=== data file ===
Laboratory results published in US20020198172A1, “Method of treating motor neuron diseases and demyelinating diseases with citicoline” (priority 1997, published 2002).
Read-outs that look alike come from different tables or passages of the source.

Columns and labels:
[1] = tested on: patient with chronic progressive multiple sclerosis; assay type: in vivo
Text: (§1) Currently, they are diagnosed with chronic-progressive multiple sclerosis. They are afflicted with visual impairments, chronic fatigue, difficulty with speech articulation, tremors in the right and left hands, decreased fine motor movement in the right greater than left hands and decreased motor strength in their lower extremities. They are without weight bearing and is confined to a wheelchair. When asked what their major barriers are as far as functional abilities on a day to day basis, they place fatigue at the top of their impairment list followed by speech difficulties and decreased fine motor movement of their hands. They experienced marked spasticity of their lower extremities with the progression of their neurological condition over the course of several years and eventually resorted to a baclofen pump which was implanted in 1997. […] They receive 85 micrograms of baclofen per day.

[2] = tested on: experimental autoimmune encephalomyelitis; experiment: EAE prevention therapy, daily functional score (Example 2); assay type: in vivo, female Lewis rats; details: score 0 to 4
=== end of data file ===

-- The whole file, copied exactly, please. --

Laboratory results published in US20020198172A1, “Method of treating motor neuron diseases and demyelinating diseases with citicoline” (priority 1997, published 2002).
Read-outs that look alike come from different tables or passages of the source.

Columns and labels:
[1] = tested on: patient with chronic progressive multiple sclerosis; assay type: in vivo
Text: (§1) Currently, they are diagnosed with chronic-progressive multiple sclerosis. They are afflicted with visual impairments, chronic fatigue, difficulty with speech articulation, tremors in the right and left hands, decreased fine motor movement in the right greater than left hands and decreased motor strength in their lower extremities. They are without weight bearing and is confined to a wheelchair. When asked what their major barriers are as far as functional abilities on a day to day basis, they place fatigue at the top of their impairment list followed by speech difficulties and decreased fine motor movement of their hands. They experienced marked spasticity of their lower extremities with the progression of their neurological condition over the course of several years and eventually resorted to a baclofen pump which was implanted in 1997. […] They receive 85 micrograms of baclofen per day.

[2] = tested on: experimental autoimmune encephalomyelitis; experiment: EAE prevention therapy, daily functional score (Example 2); assay type: in vivo, female Lewis rats; details: score 0 to 4